Activation of FXR transcription in the intestine protects the liver from cholestasis in mice by inducing FGF15 expression and reducing the hepatic pool of BA; this approach might be developed to reverse cholestasis in patients.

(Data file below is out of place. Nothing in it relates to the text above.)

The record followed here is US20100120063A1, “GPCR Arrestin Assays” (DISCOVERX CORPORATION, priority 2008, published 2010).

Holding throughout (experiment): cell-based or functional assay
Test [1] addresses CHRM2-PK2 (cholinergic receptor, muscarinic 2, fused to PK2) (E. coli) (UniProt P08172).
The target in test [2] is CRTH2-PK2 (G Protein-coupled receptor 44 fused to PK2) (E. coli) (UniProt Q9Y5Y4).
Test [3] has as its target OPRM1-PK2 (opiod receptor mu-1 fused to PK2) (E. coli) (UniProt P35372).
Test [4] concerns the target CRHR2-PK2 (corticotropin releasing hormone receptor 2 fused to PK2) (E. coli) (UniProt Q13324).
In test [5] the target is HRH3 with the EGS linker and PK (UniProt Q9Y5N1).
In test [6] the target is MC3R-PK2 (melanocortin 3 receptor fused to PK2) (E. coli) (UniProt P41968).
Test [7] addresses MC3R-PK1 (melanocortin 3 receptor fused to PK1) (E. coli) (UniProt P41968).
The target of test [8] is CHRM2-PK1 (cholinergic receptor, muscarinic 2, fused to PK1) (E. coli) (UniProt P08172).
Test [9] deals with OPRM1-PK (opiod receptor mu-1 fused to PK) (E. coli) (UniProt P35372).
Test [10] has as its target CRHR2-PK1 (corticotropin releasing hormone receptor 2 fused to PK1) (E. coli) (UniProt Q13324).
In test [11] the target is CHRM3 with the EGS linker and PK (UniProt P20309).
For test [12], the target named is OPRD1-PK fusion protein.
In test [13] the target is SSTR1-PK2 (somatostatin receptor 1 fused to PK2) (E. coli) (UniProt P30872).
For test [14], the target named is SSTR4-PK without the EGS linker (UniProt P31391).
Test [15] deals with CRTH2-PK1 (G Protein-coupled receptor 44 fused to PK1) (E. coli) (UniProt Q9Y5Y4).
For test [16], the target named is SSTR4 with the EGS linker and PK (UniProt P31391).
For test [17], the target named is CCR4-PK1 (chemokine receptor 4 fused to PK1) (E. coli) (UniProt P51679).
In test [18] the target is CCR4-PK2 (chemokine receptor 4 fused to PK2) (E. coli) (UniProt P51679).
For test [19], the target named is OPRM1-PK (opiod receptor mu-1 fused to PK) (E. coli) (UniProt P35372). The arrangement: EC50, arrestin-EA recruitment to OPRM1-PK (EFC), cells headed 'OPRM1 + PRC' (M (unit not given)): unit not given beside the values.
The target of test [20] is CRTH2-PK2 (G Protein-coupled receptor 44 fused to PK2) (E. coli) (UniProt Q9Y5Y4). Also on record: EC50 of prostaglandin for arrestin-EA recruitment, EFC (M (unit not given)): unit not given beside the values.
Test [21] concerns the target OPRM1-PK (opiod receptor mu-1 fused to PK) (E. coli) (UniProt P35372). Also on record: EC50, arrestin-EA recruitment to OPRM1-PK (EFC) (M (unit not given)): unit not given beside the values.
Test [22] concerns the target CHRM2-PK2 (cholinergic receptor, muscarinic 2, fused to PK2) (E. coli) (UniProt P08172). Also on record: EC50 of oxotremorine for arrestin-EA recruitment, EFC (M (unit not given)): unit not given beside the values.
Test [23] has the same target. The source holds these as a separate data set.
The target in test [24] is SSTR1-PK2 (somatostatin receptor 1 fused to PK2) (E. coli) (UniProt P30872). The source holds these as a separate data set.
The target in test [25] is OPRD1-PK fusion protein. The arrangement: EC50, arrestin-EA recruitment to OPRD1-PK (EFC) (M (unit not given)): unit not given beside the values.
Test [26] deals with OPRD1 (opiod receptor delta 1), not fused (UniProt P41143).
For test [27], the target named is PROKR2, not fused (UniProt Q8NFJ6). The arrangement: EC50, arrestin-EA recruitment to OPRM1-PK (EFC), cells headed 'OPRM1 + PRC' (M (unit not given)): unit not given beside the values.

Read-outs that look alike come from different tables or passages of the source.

[Show abstract][Hide abstract]ABSTRACT: Cholesterol homeostasis is critical for cellular proliferation. Liver X receptor (LXR) alpha and beta are the nuclear receptors responsible for regulation of cholesterol metabolism. In physiological conditions, high intracellular cholesterol levels cause increased synthesis of oxysterols, which activate LXR, thus triggering a transcriptional response for cholesterol secretion and catabolism. Here we employed a mouse model of partial hepatectomy (PH) to dissect the molecular pathways connecting cholesterol homeostasis, cellular proliferation, and LXR. First, we show that hepatic cholesterol content increases after PH, whereas the entire LXR transcriptome is down-regulated. Although LXR messenger RNA (mRNA) levels are unmodified, LXR target genes are significantly down-regulated on day 1 after PH and restored to control levels on day 7, when the liver reaches normal size. The inactivation of LXR following PH is related to the reduced oxysterol availability by way of decreased synthesis, and increased sulfation and secretion. On the contrary, cholesterol synthesis is up-regulated, and extracellular matrix remodeling is enhanced. Second, we show that reactivation of LXR by way of a synthetic ligand determines a negative modulation of hepatocyte proliferation. This effect is sustained by the reactivation of hepatic cholesterol catabolic and secretory pathways, coupled with a significant reduction of cholesterol biosynthesis. Our data unveil a previously unrecognized and apparently paradoxical scenario of LXR modulation. During liver regeneration LXR activity is abated in spite of increasing intracellular cholesterol levels. Turning off LXR-transcriptional pathways is crucial to guaranteeing the requisite intracellular cholesterol levels of regenerating hepatocytes. In line with this hypothesis, pharmacological LXR reactivation during PH significantly reduces liver regeneration capacity.